Taking the pressure out of blood pressure

A recent 60 minutes story featuring well-known Australian radio hosts, Kyle Sandilands and Jackie ‘O’ Henderson (Kyle and Jackie O), has been the latest segment from the popular news television show to spark headlines.

The episode, which aired on 24 May 2020 detailed Kyle’s struggles with high blood pressure and shone the spotlight on the silent killer.

“This is a silent killer. Blood pressure is shocking,” Kyle told 60 minutes reporter, Karl Stefanovic.

“It’s better now than it has been. Three weeks ago, I had the blood pressure machine on, and the blood pressures was good for the first time in probably 15 years.”

What is blood pressure?

According to the National Heart Foundation of Australia blood pressure is “the pressure of your blood on the walls of your arteries as your heart pumps it around your body”.

It’s normal for your blood pressure to go up or down across the day, depending on what you are doing.

What is a ‘normal’ blood pressure reading?

The National Heart Foundation of Australia says that a healthy or ‘normal’ blood pressure reading is under 120mmHg (systolic blood pressure) and 80mmHg (diastolic blood pressure): 120mmHg/80mmHg.

Systolic blood pressure is the amount of pressure in your arteries when you heart muscle contracts and diastolic blood pressure is the amount of pressure when your heart muscles relaxes – in between the beats.

What is high blood pressure?

The National Heart Foundation of Australia points out that high blood pressure is “when your blood pressure is permanently higher than normal”.

The condition is often referred to as the ‘silent killer’ because it’s possible to have high blood pressure without knowing it.

High blood pressure is one of the main risk factors for heart disease, particular heart attacks and stroke.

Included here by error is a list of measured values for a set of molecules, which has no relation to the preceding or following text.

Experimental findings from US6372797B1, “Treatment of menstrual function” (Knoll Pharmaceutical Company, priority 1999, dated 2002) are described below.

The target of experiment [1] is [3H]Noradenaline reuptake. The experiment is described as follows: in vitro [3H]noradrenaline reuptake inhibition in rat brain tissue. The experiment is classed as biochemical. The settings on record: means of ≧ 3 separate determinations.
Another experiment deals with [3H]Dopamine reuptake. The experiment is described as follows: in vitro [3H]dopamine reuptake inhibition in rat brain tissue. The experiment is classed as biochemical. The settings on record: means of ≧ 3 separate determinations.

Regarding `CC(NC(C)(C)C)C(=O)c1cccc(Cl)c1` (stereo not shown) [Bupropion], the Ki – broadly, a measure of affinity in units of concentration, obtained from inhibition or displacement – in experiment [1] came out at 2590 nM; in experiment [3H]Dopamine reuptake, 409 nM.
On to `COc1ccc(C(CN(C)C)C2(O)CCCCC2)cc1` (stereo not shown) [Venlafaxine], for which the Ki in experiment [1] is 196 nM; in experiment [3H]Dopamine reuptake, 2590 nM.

Risk factors for high blood pressure

The known risk factors for high blood pressure include:

  • Family history
  • Diet (e.g. excessive salt and caffeine consumption)
  • Alcohol intake
  • Smoking
  • Body weight
  • Physical activity/exercise levels.

How to keep your blood pressure healthy

According to healthdirect incorporating the following steps can help lower your blood pressure and keep it within a healthy level:

  • Exercise: aim for at least 30 minutes of moderate-intensity exercise on most-all days of the week. However, speak with your GP or healthcare professional before starting an exercise regime, particularly if you’re currently having issues with high blood pressure.

  • Healthy eating: enjoy a wide variety of food from each of the food groups, drink plenty of water and limit your intake of ‘extras’ (or treat foods).
  • Cut your salt intake: The recommended amount of salt (or sodium) that Australian adults should eat is less than 2000mg of sodium per day. One easy way to reduce your salt intake is by not adding salt to meals at the dinner table or in cook – flavour meals with herbs/spices instead.
  • Aim for a healthy weight: A healthy weight, particularly the weight around your middle, will help to keep your blood pressure in check. Speak with your local pharmacist, pharmacy assistant, dietitian or GP about how you can lose weight healthily, if you need to.
  • Limit your alcohol intake: While there have been reports of increased alcohol consumption during the COVID-19 lockdown, regular high alcohol intake is a risk factor for several health problems, including high blood pressure. Make sure to limit your intake to no more than two standard drinks on any one day and include at least two alcohol-free days per week.
  • Quit smoking: It goes without saying that smoking contributes to high blood pressure – specifically, “the nicotine in cigarettes can temporarily raise your blood pressure”, according to healthdirect.

Speak with your healthcare professional

If you’re worried about your blood pressure and your heart health, speak with your healthcare professional (pharmacist, pharmacy assistant, GP) about what you can do today to lower it.

For more information, or to find out more about the National Heart Foundation’s ‘Blood pressure action plan’, visit: heartfoundation.org.au/Heart-health-education/action-plans/blood-pressure-action-plan.